A joke of those years was that one could not be sincere, clever, and a communist at the same time. A sincere clever man would never become a communist, a clever communist is insincere, and a sincere communist is a fool.

The young man was not a fool, and he wanted to make a career to support his family, but he did not want to become a communist. What to do? He faced his personal Job problem, and the solution was not simple. It may sound simple today, but to make it he needed to move to another dimension of his model of the world. He decided to leave the USSR. He immigrated to the US and became a pastor.

Conclusion
Decision making process is a part of our life. We make decisions every day, and very often we experience a Job problem. To solve the problem we have to realize that our assumptions often create limits beyond which we cannot move. We need to reconsider the assumptions; we have to move to the third (and to the fourth if needed) dimension to solve the problem.

1. Chopsticks and triangles.
The assumption was that we had to construct triangles on a flat surface. Once we decided that we didn’t have to, we found a solution.

2. Switches and Light Bulbs
The assumption was that the bulbs could be in only one of the two states: turned off or turned on. Once we decided that we could determine more that two states (such as recently turned off, for example), the puzzle was solved.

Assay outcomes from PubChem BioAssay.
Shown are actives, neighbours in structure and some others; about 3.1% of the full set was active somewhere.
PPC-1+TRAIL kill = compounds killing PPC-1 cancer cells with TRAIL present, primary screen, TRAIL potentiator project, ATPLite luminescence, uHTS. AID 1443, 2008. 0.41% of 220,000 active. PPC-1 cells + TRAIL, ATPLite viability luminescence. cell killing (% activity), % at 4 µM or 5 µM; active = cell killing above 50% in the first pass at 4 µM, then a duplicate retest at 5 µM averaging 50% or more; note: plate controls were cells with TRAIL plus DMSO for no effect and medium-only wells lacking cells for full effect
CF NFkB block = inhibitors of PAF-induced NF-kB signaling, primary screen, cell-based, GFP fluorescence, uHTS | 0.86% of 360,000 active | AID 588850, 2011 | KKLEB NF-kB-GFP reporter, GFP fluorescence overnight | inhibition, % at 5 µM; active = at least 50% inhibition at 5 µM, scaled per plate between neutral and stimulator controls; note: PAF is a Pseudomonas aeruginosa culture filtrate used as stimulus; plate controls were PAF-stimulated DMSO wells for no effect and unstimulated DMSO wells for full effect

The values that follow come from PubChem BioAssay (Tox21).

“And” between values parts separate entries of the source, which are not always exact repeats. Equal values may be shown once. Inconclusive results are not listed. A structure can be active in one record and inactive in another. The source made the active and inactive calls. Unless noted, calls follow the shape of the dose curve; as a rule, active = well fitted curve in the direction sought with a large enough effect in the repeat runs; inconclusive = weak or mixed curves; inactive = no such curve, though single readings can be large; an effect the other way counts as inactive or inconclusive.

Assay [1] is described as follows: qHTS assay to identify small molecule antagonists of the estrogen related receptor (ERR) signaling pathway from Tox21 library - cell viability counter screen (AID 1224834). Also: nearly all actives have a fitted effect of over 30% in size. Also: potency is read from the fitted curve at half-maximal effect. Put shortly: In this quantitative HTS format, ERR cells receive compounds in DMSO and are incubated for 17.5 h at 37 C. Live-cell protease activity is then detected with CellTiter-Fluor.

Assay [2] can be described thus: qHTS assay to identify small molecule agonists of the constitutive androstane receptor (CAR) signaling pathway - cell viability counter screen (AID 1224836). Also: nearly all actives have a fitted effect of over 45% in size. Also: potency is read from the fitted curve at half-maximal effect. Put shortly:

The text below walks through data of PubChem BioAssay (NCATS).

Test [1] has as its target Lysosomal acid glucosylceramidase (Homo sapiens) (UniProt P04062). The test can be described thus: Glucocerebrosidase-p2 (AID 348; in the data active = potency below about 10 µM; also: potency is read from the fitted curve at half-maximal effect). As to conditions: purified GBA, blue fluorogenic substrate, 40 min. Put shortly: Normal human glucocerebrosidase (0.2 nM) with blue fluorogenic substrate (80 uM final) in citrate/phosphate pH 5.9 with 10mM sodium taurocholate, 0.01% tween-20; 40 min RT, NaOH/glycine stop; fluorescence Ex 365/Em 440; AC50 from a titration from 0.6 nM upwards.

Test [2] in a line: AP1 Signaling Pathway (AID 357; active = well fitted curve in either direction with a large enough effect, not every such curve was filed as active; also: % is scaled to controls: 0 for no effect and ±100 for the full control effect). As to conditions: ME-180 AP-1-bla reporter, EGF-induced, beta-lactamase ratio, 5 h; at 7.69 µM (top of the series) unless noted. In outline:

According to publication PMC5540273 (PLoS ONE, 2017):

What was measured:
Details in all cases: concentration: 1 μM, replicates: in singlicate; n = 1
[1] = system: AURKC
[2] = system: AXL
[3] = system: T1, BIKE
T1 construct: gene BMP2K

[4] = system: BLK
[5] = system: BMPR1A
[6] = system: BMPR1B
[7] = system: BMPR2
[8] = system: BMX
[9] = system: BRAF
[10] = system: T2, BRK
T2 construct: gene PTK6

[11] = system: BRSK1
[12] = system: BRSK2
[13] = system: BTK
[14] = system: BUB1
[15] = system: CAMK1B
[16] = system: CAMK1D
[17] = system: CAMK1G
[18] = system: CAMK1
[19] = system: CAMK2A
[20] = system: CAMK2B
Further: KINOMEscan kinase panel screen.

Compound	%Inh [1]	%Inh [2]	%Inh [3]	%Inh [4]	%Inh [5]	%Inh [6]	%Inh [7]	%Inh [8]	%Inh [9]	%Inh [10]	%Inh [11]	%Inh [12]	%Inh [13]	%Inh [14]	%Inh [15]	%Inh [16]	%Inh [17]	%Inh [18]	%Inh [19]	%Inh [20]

3. SSIS Challenge
The assumption was that users would always need to perform a “fuzzy lookup” when searching for patient records. Once we decided that the users might have a choice of how they wanted to search the database, we solved the problem.

4. The Job Problem
Job’s assumption was that God’s rules could be judged and understood by a man. He had to realize that he could not approach God’s actions with human measurements.

5. The Pastor’s dilemma
Pastor was trying to avoid becoming a communist, but he could not manage it in the USSR. He had to leave the USSR to solve the dilemma.

Interesting enough that trying to solve the problem in two dimensions quite often we hit a limitation. Like a two-dimensional creature that cannot move from inside a circle on a flat surface, we are not able to find a solution before we move into another dimension. About the author: Andrei Kossoroukov has a broad variety of interests. He received a M.S. degree in Mathematics, specializing in numbers theory. After graduation, he applied his knowledge to different practical tasks, primarily in the computer software industry. He has publications on computer programming and information technologies, on methods of applied mathematics and modeling of geochemical processes. Currently he works as a Senior Technical Architect for a system integration company, Visiphor Corporation.

Kossoroukov has also written books on security and capital markets and articles on philosophy and history. In his free time he writes fiction, travels the world, and presents illustrated travel diaries on his web site, www.andreiko.com.

Teaching part time information technology courses for MBA students in Kingston College and Lansbridge University (Vancouver, BC, Canada), Andrei discovered The TRIZ Journal. Since then he has been using the journal as one of the primary sources for inspiration in his lectures. Now his is proud to present to The TRIZ Journal readers his new article, “Three-Dimensional Thinking and Job Problem”.